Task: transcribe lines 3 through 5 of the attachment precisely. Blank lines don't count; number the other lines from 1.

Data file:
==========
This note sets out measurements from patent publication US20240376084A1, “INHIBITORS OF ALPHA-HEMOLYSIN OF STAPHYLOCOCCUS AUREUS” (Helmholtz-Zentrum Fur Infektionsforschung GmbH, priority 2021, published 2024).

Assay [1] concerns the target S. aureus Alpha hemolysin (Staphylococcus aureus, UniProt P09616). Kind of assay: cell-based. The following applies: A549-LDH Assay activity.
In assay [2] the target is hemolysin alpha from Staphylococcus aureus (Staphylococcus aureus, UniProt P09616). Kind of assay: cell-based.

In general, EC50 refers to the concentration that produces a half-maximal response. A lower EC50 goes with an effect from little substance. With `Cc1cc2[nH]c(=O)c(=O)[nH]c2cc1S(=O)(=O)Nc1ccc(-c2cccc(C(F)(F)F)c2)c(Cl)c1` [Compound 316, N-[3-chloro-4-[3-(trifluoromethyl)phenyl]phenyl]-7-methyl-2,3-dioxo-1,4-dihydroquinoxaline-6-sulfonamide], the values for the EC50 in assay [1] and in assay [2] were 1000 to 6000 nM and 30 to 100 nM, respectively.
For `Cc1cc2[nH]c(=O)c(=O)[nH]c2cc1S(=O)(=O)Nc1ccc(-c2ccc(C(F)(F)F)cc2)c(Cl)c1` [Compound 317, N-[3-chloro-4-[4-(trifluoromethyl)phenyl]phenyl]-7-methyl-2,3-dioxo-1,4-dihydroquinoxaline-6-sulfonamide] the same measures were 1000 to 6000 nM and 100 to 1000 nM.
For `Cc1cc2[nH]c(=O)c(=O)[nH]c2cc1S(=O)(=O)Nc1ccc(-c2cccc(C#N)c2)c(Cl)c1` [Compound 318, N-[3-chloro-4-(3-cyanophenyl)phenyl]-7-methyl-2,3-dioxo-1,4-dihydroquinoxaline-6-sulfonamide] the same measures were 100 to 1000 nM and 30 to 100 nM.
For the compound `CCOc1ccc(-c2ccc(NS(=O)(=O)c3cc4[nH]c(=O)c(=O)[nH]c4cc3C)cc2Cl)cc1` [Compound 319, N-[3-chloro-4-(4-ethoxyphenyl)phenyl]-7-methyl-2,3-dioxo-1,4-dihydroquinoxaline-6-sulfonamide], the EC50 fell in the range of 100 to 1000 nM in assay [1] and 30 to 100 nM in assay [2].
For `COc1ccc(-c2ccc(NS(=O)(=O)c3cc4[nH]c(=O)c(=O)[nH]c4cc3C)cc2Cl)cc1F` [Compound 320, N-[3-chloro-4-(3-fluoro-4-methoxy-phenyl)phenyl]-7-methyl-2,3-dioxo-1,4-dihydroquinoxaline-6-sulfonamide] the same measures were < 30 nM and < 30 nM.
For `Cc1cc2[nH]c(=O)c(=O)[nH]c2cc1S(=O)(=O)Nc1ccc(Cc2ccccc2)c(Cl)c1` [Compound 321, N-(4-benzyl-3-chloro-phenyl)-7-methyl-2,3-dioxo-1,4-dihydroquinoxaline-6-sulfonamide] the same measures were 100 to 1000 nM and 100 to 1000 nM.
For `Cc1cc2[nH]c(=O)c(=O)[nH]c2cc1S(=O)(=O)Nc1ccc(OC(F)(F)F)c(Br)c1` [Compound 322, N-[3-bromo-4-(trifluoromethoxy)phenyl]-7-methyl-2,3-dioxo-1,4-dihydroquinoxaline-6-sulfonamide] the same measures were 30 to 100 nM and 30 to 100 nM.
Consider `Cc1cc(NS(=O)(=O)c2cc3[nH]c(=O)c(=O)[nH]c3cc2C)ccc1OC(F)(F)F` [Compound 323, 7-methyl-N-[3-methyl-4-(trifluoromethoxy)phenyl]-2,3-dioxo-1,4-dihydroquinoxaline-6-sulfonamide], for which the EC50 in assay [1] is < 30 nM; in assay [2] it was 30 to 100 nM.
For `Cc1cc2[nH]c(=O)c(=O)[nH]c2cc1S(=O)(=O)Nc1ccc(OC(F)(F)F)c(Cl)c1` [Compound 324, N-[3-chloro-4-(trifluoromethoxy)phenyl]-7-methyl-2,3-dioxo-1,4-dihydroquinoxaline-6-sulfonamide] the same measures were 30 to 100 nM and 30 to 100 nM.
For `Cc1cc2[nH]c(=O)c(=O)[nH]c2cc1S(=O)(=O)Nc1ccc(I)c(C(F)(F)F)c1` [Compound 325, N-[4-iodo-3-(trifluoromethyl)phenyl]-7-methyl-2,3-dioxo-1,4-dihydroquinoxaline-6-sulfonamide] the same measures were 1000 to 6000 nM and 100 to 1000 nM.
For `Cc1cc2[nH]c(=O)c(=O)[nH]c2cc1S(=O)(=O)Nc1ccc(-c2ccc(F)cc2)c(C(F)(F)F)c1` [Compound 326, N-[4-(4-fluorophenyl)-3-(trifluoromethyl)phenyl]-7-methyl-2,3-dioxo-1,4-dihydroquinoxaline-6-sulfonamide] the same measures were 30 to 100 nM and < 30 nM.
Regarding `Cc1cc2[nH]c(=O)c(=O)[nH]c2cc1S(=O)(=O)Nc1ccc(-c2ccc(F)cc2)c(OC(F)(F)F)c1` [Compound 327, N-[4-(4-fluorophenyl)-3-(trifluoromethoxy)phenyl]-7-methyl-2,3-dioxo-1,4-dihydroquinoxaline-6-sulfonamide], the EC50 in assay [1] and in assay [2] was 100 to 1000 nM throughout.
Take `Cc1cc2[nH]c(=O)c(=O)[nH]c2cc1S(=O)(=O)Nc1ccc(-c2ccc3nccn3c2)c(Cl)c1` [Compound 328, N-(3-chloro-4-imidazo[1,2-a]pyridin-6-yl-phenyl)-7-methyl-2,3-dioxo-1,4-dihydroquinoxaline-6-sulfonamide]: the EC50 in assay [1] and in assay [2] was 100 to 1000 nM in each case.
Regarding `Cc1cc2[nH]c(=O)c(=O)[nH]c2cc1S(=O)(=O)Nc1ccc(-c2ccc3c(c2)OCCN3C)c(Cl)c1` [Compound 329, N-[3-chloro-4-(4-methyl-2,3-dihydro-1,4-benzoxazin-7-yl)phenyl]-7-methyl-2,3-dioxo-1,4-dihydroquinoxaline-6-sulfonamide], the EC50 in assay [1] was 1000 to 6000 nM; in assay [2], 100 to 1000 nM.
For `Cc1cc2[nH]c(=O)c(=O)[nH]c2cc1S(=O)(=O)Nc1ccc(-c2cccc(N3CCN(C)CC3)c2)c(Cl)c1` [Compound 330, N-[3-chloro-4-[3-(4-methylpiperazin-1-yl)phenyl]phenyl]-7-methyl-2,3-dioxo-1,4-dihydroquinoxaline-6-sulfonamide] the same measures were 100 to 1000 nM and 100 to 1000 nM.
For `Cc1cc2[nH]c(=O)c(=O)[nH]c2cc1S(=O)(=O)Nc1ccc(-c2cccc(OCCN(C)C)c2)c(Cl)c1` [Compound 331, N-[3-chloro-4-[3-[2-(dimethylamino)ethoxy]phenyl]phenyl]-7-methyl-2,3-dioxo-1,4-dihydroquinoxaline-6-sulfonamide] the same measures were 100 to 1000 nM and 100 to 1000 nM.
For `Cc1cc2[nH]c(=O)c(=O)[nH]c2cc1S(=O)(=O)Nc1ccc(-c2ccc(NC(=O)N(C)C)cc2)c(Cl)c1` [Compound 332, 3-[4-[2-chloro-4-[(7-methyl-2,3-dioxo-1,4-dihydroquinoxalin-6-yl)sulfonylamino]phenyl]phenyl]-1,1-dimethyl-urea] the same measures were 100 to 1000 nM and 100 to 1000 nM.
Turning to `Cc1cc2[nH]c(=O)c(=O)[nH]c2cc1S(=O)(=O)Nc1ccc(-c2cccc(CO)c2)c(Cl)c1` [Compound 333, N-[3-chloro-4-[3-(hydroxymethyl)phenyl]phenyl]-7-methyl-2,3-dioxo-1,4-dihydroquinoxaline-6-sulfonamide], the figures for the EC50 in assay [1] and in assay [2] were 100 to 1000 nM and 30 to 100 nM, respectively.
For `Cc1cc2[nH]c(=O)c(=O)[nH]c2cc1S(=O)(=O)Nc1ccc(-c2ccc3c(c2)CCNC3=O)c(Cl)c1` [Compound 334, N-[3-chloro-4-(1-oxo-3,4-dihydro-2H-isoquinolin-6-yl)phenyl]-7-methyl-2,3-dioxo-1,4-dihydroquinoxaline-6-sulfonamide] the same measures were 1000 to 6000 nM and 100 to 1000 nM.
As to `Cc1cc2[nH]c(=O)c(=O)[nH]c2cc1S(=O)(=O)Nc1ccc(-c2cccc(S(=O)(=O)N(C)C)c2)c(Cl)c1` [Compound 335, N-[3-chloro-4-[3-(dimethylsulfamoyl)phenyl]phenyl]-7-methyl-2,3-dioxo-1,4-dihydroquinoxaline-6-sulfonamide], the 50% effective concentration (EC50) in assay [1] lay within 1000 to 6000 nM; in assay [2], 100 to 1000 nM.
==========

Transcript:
In assay [2] the target is hemolysin alpha from Staphylococcus aureus (Staphylococcus aureus, UniProt P09616). Kind of assay: cell-based.

In general, EC50 refers to the concentration that produces a half-maximal response. A lower EC50 goes with an effect from little substance. With `Cc1cc2[nH]c(=O)c(=O)[nH]c2cc1S(=O)(=O)Nc1ccc(-c2cccc(C(F)(F)F)c2)c(Cl)c1` [Compound 316, N-[3-chloro-4-[3-(trifluoromethyl)phenyl]phenyl]-7-methyl-2,3-dioxo-1,4-dihydroquinoxaline-6-sulfonamide], the values for the EC50 in assay [1] and in assay [2] were 1000 to 6000 nM and 30 to 100 nM, respectively.
For `Cc1cc2[nH]c(=O)c(=O)[nH]c2cc1S(=O)(=O)Nc1ccc(-c2ccc(C(F)(F)F)cc2)c(Cl)c1` [Compound 317, N-[3-chloro-4-[4-(trifluoromethyl)phenyl]phenyl]-7-methyl-2,3-dioxo-1,4-dihydroquinoxaline-6-sulfonamide] the same measures were 1000 to 6000 nM and 100 to 1000 nM.